In the economic domain, after particularly delicate and lengthy negotiations, the new stabilisation programme concluded last July between Greece and its European partners is expected to contribute significantly to the stabilisation of the Eurozone while allowing for the long-awaited pursuit of the growth agenda.
However, in the midst of an unfavourable economic climate, Europe has been hit by an unprecedented refugee crisis. Undoubtedly, the latter constitutes a common European problem and should be tackled accordingly, within the European framework.
In this respect, Greece – which has found itself at the forefront of recent migration flows – supports the setting out and implementation of a comprehensive policy based on the principle of solidarity, which will ensure the fair redistribution of burdens and will be proportional to the capacities and capabilities of each country.
It is our firm belief that the future of Europe cannot be built via ever-higher walls or by turning our backs on the children who are dying on our doorstep.
In the field of security, the deadly terrorist attacks in Paris constitute a direct threat to democracy and the European way of life, which also demands a common approach and a unified stance. Nevertheless, despite the spread of jihadism, Europe should not allow racism and xenophobia to destroy its common principles and values.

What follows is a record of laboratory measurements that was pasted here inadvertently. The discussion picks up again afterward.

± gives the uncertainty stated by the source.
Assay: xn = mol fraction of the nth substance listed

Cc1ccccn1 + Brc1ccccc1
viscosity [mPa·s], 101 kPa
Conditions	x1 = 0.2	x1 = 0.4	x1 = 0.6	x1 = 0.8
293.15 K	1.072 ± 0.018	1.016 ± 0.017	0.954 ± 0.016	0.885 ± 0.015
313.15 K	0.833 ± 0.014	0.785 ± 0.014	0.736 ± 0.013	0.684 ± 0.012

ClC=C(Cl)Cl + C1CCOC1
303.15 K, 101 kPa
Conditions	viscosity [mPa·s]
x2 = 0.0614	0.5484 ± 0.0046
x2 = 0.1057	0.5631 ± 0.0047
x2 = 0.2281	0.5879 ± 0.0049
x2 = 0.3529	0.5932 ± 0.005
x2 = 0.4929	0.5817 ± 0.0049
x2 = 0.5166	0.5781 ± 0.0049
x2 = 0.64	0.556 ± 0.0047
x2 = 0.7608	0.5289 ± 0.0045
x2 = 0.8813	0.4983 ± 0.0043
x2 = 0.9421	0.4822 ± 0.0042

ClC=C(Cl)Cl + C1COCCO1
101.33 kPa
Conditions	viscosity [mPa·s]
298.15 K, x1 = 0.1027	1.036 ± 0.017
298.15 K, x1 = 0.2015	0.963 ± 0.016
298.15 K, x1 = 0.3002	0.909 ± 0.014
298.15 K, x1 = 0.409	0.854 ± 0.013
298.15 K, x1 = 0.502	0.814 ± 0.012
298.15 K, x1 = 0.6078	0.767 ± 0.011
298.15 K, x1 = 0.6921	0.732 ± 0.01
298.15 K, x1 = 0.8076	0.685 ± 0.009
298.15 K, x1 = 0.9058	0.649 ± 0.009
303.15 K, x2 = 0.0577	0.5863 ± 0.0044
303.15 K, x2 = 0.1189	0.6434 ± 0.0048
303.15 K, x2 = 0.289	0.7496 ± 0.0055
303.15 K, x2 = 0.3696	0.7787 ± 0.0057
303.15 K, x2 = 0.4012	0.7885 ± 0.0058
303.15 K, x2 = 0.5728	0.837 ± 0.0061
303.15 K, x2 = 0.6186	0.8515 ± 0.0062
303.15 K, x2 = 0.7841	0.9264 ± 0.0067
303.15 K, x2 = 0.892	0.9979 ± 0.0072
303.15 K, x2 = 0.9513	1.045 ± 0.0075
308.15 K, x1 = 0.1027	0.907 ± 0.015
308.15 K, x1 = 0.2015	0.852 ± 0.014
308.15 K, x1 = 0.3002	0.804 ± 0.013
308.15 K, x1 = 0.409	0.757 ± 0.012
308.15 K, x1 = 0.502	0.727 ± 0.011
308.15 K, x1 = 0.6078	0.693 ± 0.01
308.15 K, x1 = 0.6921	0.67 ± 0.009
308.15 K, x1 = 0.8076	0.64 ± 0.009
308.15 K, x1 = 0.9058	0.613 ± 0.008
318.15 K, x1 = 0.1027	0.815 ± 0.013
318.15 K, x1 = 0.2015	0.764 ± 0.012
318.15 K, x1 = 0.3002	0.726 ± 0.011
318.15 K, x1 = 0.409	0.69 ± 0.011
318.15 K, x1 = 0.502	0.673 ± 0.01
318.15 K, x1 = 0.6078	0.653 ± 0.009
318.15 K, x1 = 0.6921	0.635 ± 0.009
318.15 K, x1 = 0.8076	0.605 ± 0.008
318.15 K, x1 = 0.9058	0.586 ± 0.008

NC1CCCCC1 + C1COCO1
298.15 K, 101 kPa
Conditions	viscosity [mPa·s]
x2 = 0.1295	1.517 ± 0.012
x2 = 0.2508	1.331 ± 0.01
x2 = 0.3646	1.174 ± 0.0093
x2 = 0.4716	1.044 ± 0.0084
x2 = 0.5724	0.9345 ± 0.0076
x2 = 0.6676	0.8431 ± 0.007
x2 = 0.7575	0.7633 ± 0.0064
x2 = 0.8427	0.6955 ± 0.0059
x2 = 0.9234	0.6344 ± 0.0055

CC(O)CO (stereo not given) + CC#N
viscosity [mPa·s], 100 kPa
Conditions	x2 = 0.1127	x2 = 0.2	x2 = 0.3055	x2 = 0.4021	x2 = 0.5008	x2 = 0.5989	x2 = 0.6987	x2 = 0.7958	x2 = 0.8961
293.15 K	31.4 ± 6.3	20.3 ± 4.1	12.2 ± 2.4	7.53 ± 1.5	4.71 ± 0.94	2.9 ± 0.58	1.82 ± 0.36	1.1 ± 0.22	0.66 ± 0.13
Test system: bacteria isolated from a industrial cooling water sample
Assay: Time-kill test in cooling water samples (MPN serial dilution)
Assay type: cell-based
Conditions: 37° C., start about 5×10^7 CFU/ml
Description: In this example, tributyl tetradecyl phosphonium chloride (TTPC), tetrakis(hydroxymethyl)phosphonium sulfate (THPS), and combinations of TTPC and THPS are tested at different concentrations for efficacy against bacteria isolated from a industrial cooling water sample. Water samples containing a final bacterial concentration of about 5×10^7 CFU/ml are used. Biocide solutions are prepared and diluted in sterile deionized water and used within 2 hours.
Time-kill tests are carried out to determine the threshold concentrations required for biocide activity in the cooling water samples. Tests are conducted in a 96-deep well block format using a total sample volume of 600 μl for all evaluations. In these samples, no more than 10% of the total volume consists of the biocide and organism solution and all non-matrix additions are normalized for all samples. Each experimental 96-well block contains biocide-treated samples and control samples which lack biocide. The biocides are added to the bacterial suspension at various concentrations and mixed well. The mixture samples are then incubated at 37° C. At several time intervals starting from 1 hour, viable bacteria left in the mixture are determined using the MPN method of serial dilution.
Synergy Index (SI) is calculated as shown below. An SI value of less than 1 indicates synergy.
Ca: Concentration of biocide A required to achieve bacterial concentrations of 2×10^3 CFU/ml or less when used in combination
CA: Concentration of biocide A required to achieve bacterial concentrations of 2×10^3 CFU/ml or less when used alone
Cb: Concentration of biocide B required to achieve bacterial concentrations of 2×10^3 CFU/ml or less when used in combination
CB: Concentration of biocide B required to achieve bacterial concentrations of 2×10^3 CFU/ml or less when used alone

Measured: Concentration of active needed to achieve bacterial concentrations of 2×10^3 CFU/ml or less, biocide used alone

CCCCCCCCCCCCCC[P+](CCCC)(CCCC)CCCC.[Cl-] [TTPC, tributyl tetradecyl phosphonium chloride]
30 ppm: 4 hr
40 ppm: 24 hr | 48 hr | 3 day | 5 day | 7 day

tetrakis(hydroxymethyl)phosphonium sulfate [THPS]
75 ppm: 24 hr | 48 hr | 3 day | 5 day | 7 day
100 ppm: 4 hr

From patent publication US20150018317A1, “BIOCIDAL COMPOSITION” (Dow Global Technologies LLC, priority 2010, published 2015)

It is our firm belief that the future of Europe cannot be built via everhigher walls or by turning our backs on the children who are dying on our doorstep
Against this wider European backdrop, during the past year, Serbia has demonstrated willingness and determination in the pursuit of its main strategic goal: achieving significant progress on its path towards EU integration.
Following the official opening of accession negotiations during the Hellenic Presidency of the EU on January 2014, the successful conclusion of the screening process in March 2015, as well as the tangible progress achieved in the field of the normalisation of relations with Pristina, the opening of the first two negotiating chapters at the 2nd Intergovernmental Conference on 14th December will represent an important milestone in Serbia’s accession process.
Subsequently, the challenge for the year ahead will be to maintain momentum and keep the process moving at a steady pace by ensuring the timely opening of as many negotiating chapters as possible.
Finally, it goes without saying that Serbia will remain an important partner in our common efforts to tackle the current refugee crisis, as well as the potential terrorist and the jihadist threat against our common security.